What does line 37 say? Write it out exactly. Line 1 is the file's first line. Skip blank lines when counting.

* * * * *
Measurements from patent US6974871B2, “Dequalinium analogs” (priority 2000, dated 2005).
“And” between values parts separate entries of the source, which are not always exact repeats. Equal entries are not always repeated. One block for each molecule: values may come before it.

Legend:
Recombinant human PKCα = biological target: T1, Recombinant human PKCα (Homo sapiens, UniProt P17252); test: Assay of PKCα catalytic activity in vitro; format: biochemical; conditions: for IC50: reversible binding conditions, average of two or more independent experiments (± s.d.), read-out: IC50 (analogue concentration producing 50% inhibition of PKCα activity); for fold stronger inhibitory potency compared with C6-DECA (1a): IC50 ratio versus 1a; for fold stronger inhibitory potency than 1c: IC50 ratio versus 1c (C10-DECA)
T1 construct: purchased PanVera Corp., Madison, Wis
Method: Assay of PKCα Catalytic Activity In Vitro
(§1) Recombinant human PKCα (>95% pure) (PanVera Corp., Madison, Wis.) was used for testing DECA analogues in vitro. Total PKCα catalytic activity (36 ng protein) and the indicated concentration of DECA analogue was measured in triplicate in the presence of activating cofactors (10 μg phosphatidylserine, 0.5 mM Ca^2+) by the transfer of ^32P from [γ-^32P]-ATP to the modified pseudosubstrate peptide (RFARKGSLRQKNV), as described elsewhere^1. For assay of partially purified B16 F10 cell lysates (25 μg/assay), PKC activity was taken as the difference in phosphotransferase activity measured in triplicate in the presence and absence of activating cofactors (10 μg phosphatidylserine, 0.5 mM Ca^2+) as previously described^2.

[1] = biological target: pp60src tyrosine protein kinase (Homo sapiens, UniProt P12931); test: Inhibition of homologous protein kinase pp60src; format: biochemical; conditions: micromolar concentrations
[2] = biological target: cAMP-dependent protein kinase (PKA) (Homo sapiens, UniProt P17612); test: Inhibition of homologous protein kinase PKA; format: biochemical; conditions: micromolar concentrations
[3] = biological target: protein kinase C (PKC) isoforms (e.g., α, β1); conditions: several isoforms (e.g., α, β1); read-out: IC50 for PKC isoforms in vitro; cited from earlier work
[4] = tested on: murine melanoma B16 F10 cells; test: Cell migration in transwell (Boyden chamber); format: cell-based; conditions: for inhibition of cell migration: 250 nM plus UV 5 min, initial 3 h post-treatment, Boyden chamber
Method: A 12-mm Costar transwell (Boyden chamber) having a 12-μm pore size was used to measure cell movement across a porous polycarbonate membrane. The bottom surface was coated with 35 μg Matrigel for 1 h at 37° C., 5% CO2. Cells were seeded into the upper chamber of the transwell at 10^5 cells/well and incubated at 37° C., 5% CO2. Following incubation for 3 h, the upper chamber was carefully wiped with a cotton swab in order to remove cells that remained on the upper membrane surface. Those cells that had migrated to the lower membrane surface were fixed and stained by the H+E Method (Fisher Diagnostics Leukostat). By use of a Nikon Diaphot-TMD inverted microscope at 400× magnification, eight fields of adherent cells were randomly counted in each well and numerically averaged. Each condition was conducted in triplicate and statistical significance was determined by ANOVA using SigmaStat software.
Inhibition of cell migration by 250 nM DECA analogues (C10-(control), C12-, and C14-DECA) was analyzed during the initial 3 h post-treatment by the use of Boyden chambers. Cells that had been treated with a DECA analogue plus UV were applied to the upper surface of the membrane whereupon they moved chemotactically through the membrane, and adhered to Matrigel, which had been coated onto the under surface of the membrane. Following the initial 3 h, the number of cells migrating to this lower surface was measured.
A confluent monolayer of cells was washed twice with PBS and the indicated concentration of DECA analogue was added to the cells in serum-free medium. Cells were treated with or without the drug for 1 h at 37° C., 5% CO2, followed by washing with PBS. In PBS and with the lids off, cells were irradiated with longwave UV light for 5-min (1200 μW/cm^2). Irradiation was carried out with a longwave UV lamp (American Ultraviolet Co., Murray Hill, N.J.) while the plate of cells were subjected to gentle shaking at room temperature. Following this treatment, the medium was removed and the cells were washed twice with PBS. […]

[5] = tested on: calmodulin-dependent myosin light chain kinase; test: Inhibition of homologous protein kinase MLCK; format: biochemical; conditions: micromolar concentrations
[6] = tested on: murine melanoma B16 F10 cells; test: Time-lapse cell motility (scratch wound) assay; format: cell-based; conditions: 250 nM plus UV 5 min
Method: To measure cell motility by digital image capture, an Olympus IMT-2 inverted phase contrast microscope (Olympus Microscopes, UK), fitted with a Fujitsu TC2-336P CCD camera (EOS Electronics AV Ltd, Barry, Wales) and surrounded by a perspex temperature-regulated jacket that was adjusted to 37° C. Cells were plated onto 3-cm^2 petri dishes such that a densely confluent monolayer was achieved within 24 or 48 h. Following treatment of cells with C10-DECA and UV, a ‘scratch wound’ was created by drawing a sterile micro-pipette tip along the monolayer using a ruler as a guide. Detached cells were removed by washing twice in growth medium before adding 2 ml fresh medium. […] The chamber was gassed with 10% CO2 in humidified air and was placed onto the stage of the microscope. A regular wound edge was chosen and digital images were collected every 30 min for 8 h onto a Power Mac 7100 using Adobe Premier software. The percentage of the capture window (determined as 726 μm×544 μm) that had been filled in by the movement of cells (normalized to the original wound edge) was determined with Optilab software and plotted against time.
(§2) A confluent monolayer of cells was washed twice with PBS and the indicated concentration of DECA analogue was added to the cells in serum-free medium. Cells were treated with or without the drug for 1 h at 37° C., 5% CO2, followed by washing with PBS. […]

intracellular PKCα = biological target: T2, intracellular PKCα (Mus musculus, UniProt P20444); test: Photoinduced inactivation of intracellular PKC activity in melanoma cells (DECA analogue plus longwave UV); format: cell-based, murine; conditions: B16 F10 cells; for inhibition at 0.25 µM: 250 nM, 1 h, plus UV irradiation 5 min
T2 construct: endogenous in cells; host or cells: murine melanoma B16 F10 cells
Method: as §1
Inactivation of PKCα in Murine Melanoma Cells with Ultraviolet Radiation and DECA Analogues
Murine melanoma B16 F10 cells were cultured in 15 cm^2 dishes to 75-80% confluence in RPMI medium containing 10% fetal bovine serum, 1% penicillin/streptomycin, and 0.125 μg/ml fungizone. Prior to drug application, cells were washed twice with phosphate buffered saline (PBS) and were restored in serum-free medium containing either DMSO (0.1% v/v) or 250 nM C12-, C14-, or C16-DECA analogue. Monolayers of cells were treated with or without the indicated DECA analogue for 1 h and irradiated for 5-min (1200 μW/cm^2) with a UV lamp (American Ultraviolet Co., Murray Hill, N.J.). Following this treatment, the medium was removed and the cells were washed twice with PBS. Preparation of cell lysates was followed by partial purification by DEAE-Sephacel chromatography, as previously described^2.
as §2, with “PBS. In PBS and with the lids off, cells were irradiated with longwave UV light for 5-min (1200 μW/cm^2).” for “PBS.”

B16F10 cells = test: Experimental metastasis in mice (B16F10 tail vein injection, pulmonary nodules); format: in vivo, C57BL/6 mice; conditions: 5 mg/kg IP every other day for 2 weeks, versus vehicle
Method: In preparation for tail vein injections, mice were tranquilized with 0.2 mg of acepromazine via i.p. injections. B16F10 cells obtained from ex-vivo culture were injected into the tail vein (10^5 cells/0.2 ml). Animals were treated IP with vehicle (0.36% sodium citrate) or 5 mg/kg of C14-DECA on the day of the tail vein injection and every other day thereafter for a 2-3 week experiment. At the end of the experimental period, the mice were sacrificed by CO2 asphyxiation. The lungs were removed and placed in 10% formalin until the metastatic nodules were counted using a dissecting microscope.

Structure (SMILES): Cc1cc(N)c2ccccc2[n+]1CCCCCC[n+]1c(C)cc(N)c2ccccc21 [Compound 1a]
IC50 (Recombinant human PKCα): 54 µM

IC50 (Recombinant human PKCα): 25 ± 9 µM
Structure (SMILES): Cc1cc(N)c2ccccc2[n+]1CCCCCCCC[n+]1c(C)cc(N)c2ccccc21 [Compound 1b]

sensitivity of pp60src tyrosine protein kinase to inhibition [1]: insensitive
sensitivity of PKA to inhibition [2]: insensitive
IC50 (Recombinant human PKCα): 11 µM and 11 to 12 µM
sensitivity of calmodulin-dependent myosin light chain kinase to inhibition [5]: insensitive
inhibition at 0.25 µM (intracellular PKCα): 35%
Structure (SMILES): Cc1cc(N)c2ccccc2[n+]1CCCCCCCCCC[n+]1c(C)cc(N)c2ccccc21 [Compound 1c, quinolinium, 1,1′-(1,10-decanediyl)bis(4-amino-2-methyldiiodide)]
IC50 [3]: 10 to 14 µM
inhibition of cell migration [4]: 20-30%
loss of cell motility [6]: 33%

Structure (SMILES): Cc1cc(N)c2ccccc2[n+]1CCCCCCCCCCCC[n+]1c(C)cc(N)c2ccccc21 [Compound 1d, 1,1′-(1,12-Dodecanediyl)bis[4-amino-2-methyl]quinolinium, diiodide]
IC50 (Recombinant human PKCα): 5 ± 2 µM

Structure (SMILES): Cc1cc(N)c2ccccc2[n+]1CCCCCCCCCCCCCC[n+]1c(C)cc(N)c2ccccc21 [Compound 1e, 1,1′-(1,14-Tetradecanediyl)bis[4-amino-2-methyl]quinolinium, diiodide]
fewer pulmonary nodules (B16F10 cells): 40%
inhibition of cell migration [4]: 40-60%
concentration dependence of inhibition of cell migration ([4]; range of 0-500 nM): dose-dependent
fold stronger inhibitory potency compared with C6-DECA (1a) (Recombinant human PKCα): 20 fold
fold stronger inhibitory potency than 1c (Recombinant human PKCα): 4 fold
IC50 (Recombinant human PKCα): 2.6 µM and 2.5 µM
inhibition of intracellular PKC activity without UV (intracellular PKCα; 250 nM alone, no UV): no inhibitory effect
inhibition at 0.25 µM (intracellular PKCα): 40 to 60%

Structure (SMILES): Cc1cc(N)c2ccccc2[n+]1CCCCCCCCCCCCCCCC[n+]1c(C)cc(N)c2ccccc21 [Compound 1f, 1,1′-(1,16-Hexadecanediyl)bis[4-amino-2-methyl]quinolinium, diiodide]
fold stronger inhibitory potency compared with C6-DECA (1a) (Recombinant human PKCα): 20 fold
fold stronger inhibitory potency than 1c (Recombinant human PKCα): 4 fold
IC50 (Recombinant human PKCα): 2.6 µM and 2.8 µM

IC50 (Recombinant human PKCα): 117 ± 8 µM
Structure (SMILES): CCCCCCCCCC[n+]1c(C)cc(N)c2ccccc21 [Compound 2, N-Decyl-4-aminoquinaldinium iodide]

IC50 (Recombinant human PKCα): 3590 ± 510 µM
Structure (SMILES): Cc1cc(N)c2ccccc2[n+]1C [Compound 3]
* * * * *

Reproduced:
IC50 [3]: 10 to 14 µM